Dr David Roberts from the University of Kent, provided a new insight into the rising levels of international wildlife trade present on social media, it was fascinating, even if a little daunting to hear the scale of the matter As the 4th largest source of crime globally, behind the likes of human trafficking and arms trade, it is clear that governments should be prioritising law enforcement in this area.
This responsibility of vets to ensure we are fully informed of the legalities of wildlife ownership was also voiced by Rachel Hevesi, the director of Wild Futures. Wild futures are currently running a fundraising campaign to build rescue marmoset facilities to tackle the ever increasing number of inappropriately kept marmosets in the UK. Most surprising to learn was about the issues apparently relaxed regulation taken by government regarding TB in primates as pets or in captivity!
After a break, Duncan McNair, CEO of Save the Asian Elephants informed us of the welfare concerns and challenges which wholly rely upon education and collaborative work alongside communities and mahouts. Though saddening to be reminded of these issues, it is important to raise awareness to prevent tourists unwittingly supporting poor welfare. Duncan made a poignant comment – self-regulation rarely (never) works and it was great to hear how determined he was to ensure our government listened to enforce a ban of the use of elephants in advertising!
It was an honour for us to invite Dr. John Lewis, a founding member of Wildlife Vets International, LUVZS chosen charity this year. John gave an insight into the challenges of years of academic and field research and the lengthy negotiations upon which thankfully, after reading a very lengthy disease risk analysis, have approved John’s Amur Leopard introduction program! He also shared some of his knowledge and fears about the devastating effects of Distemper in tiger populations worldwide! It was amazing to hear about how as a vet (and with extreme dedication!) you could have such a direct impact on the conservation of these beautiful and extremely rare animals!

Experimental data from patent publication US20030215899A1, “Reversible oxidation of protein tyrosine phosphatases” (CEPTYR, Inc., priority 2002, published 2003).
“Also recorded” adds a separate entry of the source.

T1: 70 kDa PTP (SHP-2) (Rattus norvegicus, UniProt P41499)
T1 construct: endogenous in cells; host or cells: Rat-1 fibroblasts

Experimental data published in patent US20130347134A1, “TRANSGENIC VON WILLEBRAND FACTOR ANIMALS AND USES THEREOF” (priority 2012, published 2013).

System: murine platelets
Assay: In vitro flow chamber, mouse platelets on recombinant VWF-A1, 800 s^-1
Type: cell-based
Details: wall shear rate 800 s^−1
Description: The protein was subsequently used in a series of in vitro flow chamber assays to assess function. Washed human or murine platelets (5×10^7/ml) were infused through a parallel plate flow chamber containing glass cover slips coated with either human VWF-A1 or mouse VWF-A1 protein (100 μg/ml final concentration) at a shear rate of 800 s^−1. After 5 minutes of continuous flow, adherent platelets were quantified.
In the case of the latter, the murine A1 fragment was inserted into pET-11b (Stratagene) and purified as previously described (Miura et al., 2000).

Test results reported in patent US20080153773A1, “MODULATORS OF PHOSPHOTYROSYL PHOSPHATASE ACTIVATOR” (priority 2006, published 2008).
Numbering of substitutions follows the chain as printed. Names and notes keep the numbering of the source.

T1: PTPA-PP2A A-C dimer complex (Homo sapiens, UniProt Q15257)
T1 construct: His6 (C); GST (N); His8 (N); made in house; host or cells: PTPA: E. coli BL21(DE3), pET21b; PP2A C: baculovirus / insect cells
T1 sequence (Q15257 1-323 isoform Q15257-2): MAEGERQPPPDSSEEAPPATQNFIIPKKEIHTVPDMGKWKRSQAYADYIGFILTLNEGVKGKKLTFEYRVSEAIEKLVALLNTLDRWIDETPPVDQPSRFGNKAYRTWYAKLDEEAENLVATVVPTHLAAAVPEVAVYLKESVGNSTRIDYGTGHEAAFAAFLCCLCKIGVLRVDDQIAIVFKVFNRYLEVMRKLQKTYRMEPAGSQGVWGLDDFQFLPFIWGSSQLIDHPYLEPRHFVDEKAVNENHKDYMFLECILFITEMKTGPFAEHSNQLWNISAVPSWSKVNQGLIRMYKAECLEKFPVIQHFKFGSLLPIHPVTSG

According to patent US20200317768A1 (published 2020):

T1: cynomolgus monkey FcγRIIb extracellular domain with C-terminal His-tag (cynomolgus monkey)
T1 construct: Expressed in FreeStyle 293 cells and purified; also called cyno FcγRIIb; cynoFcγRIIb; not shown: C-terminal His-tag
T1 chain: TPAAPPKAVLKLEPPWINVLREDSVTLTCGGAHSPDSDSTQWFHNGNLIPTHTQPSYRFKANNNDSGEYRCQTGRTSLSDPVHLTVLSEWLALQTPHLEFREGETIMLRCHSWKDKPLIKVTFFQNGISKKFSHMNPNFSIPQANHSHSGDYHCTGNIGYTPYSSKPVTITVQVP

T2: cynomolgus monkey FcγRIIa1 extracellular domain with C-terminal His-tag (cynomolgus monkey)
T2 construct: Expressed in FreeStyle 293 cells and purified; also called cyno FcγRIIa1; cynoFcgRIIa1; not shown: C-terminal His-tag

Liverpool alumnus and travel addict, Ian Ashpole, currently a vet at Chester Zoo came along to talk to us about how he got to where he is now (and some amusing tales along the way!). His journey from leaving the tropics of Liverpool to Oz, the US and Africa and the experiences gained along the way really opened people’s eyes to the opportunities available to new graduates who want to combine travel and career. Ian finished his talk with a few questions, which reminded us all that graduation is still some time off (thankfully!).
Final speaker of the afternoon was our own Dr. Ranieri Verin, who represented the prospects of being a wildlife pathologist by giving a talk based on Cetacean pathology and necropsy techniques. It was great to hear a full spectrum of career prospects
It can be said that most attendees finished the day feeling incredibly inspired, perhaps a little envious, but hopefully more determined than ever to use their degree to achieve their dream! The LUVZS committee hope to see everyone again next year for even more wonderful events!